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Temporal range: Late Jurassic, 152–151 Ma
D. lettowvorbecki.jpg
D. lettowvorbecki skeleton in Berlin
Scientific classification edit
Kingdom: Animalia
Phylum: Chordata
Clade: Dinosauria
Order: Ornithischia
Suborder: Ornithopoda
Family: Dryosauridae
Genus: Dysalotosaurus
Virchow, 1919
D. lettowvorbecki
Binomial name
Dysalotosaurus lettowvorbecki
Virchow, 1919

Dysalotosaurus (meaning 'uncatchable lizard') is a genus of herbivorous iguanodontian dinosaur. It was a dryosaurid iguanodontian, and its fossils have been found in late Kimmeridgian age-rocks (Late Jurassic) of the Tendaguru Formation, Tanzania. The type and only species of the genus is D. lettowvorbecki. This species was named by Hans Virchow in 1919 in honour of the Imperial German Army Officer, Paul von Lettow-Vorbeck. For much of the 20th century the species was referred to related and approximately contemporary genus Dryosaurus, but newer studies reject this synonymy.[1][2] In 2016, Gregory S. Paul estimated its length at 2.5 metres (8.2 ft), its weight at 80 kilograms (180 lb).[3]


Side view of skeleton

Dysalotosaurus was a precocial dinosaur, which experienced sexual maturity at ten years, had an indeterminate growth pattern, and maximum growth rates comparable to a large kangaroo.[4]


In 2011 paleontologists Florian Witzmann and Oliver Hampe from the Museum für Naturkunde and colleagues discovered that deformations of some Dysalotosaurus bones were likely caused by a viral infection similar to Paget's disease of bone. This is the oldest evidence of viral infection known to science.[5]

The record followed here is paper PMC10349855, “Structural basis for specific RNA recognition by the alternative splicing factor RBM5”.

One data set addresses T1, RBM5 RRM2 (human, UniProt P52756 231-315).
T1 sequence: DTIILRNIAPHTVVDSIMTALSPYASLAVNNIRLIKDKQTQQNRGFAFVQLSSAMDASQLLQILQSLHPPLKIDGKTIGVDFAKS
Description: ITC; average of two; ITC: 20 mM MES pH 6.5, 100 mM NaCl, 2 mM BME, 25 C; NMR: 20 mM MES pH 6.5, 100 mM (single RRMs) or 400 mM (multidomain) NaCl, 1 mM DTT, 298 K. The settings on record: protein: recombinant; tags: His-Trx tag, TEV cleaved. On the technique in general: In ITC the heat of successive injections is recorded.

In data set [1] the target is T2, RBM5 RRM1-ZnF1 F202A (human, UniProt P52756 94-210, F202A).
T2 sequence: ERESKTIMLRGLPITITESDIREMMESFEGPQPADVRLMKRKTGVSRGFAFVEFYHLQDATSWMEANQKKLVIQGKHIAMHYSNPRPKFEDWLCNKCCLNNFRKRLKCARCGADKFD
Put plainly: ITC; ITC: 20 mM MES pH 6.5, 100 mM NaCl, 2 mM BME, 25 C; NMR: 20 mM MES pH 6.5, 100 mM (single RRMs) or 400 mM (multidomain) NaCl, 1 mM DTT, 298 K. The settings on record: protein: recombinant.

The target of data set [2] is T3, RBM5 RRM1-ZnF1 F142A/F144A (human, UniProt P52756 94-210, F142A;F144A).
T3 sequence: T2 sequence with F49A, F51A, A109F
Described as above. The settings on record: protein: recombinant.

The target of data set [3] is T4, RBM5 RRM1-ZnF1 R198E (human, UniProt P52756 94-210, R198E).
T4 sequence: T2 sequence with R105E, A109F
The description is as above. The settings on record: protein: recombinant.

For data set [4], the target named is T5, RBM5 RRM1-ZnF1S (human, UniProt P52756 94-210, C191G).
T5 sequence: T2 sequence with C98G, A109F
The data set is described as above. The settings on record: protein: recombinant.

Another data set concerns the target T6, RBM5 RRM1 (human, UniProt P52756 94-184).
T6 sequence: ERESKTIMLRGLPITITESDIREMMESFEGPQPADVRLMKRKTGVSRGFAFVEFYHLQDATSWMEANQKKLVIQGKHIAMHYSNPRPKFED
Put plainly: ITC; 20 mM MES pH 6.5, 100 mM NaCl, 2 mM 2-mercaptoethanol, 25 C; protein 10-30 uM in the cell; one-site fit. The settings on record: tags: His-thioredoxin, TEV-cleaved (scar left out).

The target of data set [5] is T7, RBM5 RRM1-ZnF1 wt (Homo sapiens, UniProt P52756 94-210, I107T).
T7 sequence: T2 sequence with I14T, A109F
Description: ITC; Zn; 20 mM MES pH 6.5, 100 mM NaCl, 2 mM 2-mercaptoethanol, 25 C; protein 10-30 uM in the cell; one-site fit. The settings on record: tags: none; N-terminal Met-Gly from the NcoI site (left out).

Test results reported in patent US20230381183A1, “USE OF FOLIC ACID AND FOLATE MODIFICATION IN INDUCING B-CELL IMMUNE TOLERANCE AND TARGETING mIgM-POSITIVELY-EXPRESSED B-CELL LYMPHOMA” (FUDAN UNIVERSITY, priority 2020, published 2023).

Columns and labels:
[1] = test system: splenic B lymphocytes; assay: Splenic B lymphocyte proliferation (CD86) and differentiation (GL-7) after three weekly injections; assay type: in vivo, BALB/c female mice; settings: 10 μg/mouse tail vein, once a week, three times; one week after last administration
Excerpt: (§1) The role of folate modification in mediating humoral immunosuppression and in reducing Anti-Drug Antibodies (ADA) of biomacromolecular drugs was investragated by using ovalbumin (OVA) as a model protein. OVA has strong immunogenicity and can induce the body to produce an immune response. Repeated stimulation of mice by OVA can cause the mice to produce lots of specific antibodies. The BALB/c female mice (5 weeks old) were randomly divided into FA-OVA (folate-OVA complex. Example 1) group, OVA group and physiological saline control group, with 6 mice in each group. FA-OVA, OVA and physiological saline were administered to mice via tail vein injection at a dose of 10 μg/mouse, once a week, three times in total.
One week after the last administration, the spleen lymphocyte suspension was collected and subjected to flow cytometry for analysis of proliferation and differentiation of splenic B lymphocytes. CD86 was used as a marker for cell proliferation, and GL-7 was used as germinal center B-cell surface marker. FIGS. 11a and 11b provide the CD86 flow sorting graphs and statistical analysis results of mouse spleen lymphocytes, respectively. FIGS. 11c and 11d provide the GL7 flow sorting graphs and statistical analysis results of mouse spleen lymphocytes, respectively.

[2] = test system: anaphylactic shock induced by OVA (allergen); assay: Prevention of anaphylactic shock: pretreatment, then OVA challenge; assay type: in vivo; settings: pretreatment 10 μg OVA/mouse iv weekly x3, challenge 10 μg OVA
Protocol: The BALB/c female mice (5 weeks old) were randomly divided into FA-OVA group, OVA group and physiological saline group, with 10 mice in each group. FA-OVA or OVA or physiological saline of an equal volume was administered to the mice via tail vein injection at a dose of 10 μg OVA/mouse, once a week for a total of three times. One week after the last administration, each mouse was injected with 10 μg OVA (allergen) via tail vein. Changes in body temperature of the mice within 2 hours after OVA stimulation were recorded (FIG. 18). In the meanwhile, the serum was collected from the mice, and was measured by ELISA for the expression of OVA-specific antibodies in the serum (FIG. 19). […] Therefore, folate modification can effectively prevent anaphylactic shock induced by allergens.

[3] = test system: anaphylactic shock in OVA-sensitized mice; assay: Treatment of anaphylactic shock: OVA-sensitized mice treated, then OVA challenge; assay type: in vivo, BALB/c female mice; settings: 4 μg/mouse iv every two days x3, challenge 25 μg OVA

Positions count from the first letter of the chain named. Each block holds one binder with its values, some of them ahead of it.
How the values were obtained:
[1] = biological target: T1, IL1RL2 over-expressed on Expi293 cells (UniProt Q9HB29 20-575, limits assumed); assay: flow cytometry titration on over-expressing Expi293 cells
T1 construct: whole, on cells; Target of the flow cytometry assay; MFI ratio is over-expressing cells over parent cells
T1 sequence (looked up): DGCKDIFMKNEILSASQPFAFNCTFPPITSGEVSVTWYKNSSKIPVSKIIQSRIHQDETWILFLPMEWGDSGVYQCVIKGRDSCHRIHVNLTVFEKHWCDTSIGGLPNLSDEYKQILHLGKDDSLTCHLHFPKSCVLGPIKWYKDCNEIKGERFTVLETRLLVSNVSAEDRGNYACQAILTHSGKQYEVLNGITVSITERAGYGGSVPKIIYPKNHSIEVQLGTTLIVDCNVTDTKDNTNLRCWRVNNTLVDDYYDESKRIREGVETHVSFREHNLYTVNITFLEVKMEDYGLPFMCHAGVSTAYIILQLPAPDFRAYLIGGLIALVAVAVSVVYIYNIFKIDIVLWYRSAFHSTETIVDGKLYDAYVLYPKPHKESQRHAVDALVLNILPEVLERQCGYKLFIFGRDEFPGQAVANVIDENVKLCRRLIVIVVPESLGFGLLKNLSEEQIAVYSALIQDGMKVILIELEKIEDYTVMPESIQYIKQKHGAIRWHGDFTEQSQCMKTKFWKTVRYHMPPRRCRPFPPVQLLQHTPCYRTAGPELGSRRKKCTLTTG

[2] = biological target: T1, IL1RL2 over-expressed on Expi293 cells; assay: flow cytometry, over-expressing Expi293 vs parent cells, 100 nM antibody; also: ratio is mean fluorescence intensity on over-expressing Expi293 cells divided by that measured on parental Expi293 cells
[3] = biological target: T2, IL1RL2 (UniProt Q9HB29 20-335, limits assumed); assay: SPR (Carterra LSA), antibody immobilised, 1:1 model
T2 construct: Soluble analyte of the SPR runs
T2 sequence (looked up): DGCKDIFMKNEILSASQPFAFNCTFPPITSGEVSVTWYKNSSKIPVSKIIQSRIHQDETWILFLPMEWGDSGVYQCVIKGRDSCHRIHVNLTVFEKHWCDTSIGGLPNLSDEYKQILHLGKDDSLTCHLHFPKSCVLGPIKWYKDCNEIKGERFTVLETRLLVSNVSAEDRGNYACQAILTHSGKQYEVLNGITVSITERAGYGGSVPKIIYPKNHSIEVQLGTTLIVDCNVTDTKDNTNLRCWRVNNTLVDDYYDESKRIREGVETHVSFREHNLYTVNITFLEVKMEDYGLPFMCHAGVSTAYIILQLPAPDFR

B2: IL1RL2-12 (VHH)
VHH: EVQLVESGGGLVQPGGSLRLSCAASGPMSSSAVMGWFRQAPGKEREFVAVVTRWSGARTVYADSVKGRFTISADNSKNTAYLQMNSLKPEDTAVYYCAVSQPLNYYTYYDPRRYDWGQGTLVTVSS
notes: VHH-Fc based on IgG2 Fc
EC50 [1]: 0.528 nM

1. ^ Tom R. Hübner & Oliver W. M. Rauhut (2010). "A juvenile skull of Dysalotosaurus lettowvorbecki (Ornithischia: Iguanodontia), and implications for cranial ontogeny, phylogeny, and taxonomy in ornithopod dinosaurs". Zoological Journal of the Linnean Society. 160 (2): 366–396. doi:10.1111/j.1096-3642.2010.00620.x.
  2. ^ McDonald AT, Kirkland JI, DeBlieux DD, Madsen SK, Cavin J, Milner AR, Panzarin L (November 2010). "New basal iguanodonts from the Cedar Mountain formation of Utah and the evolution of thumb-spiked dinosaurs". PLOS One. 5 (11): e14075. doi:10.1371/journal.pone.0014075. PMC 2989904. PMID 21124919.
  3. ^ Paul, Gregory S. (2016). The Princeton Field Guide to Dinosaurs: Second Edition. Princeton, New Jersey: Princeton University Press. p. 313. ISBN 978-0-691-16766-4.
  4. ^ Hübner TR (2012). Laudet V (ed.). "Bone histology in Dysalotosaurus lettowvorbecki (Ornithischia: Iguanodontia)--variation, growth, and implications". PLOS One. 7 (1): e29958. doi:10.1371/journal.pone.0029958. PMC 3253128. PMID 22238683.
  5. ^ Witzmann F, Claeson KM, Hampe O, Wieder F, Hilger A, Manke I, Niederhagen M, Rothschild BM, Asbach P, Schmoldt A, Benthe HF, Haberland G, Tarentino AL, Maley F, Share JB, Moroi K, Sato T, Chow YW, Pietranico R, Mukerji A (September 2011). "Paget disease of bone in a Jurassic dinosaur". Current Biology. 21 (17): R647–8. doi:10.1016/j.cub.2011.08.006. PMID 21920291.